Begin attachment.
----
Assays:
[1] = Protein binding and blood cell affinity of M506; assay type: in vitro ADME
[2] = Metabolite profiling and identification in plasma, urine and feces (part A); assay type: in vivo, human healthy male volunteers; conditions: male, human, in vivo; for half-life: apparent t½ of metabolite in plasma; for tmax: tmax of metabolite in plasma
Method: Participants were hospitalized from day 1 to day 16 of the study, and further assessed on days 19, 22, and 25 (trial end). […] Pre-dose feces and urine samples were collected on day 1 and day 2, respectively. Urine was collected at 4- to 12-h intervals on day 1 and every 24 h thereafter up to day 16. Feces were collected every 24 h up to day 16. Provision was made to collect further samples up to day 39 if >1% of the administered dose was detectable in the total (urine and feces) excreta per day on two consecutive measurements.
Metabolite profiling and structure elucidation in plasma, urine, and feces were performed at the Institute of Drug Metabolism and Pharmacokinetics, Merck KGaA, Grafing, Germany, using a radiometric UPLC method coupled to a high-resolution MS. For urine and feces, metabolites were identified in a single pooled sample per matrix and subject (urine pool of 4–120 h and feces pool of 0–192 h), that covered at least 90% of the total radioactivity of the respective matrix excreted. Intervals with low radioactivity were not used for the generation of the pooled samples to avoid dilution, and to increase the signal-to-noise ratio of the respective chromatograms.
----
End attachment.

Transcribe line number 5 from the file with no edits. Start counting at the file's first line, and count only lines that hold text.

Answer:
Metabolite profiling and structure elucidation in plasma, urine, and feces were performed at the Institute of Drug Metabolism and Pharmacokinetics, Merck KGaA, Grafing, Germany, using a radiometric UPLC method coupled to a high-resolution MS. For urine and feces, metabolites were identified in a single pooled sample per matrix and subject (urine pool of 4–120 h and feces pool of 0–192 h), that covered at least 90% of the total radioactivity of the respective matrix excreted. Intervals with low radioactivity were not used for the generation of the pooled samples to avoid dilution, and to increase the signal-to-noise ratio of the respective chromatograms.